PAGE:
Good Paint Can be Hard to Find: The Qualities Main Line Families Should Look For in Every Can
Here’s a question: if you were to ask anyone if they prefer gas or charcoal, everyone would have an opinion, right? People will tell you what kind of oil to put in your car, and what kind of food to buy for your family, so it’s weird that so many people think that paint is just paint, and they are all more or less the same. This is the kind of myth that leaves your friendly neighborhood painting contractor begging you to give your home the respect it deserves.
We know through years of experience that the quality of the paint you choose is probably one of the biggest factors in how satisfied you’re going to be with the results in the long term. Choosing a paint is like choosing lighting for your home – when faced with a maze of choices in the cluttered department of your local big-box retailer, the jumble can make you think they’ll all “do the job,” but it’s just a little more complicated than that.
By buying the cheapest paint you can find you might think that you’re making the most cost-conscious decision. The reality, though, is that it’s often a false saving. Thinner, cheaper quality resins in the paint give the paint an inferior power of coverage. What seems like a cost-saving buy can end up extending your project when you spend more time (and more coats of paint) covering the initial layers.
Really, what it comes down to is the chemistry in your colors. You might have noticed that the paint market is flooded with choices, and often the specifics of paint formulation aren’t made as clear to consumers as they should be. So, let’s talk about what’s in the can.
First you have to understand some terms, and it all comes down to these four: binders, thinners, pigments, and additives.
Binder: A binder is the material that remains in the paint after it dries – it’s what carries the pigment and creates the final film of color. The quality of binder in your paint determines how durable that final film is, and how well the film adheres to its surface. For example, with Sherwin Williams “Cashmere” (our go-to choice for home interiors), even the flat, low luster, and pearl finishes have a washable surface that holds up well under all conditions. The high-quality binder in this paint keeps it from flaking or from being marked when it needs a little clean-up.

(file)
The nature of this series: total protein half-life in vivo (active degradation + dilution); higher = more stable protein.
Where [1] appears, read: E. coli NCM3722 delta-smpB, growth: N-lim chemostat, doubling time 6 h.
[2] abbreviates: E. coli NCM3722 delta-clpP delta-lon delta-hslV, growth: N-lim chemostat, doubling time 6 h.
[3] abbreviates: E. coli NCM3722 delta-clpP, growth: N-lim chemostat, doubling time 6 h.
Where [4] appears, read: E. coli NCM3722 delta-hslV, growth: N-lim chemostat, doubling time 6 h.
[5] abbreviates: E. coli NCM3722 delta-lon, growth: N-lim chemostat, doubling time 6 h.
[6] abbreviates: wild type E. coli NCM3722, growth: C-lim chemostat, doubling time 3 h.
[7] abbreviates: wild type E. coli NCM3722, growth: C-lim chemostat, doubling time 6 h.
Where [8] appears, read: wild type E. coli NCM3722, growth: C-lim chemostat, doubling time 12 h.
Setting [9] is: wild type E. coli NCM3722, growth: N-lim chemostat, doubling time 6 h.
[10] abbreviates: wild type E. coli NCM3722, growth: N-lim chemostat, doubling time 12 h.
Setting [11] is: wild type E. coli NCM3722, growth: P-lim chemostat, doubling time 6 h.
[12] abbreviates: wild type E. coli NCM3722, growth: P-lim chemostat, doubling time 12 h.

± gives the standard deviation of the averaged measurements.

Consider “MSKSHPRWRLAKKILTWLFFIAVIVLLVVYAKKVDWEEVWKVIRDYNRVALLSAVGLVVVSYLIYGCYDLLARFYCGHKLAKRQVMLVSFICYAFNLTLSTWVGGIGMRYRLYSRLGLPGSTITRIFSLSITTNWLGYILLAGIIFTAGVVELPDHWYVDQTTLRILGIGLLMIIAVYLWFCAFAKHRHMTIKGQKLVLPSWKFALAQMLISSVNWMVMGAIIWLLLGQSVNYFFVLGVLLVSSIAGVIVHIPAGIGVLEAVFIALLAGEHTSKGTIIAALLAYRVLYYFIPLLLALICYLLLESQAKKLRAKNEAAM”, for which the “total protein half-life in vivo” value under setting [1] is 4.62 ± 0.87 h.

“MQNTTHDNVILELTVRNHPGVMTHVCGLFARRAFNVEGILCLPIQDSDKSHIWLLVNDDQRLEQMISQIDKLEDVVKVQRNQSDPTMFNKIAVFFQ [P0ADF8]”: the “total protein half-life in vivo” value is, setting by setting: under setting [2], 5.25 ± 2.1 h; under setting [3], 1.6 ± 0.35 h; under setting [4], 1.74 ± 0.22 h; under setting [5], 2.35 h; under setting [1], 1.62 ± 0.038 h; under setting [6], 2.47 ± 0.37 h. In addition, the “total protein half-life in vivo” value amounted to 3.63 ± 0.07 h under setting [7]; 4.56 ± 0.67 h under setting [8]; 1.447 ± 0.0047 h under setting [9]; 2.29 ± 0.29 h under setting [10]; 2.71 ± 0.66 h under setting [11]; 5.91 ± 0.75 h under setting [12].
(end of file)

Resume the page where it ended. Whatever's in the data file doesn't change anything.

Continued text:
Thinner: Thinner is the material that makes the paint fluid, or, you could say, “paintable.” It’s important to look at the quality of a thinner because this is what gives the paint a smooth finish and makes for easier application. It’s also important because the thinner evaporates as the paint dries, so if you choose a zero-VOC or lower-VOC paint, the thinner is the part of the paint that is effected; you’ll be buying a paint that doesn’t create toxic gasses as it evaporates! The Sherwin Williams “Cashmere” is a low VOC, and we also offer “Harmony”- a completely zero-VOC paint.
Pigment: If thinner is what makes paint “paintable” than pigment is what makes paint, well, paint – it’s the color that is held within the binder. It plays a role in determining how well the paint covers the wall, giving it that bright, solid sheet of color. Pigment can also play a role in how well the paint holds up over time. For example, you may have seen the studies of old master paintings; paints with an inferior quality pigment have faded over time, leaving the work of painters like Van Gogh and Matisse chalkier than they were originally. Okay, so your interior may not be an artistic masterpiece, but the same goes for your home paints – a quality paint will stay bright while paint with a lesser quality pigment will lose its color over time.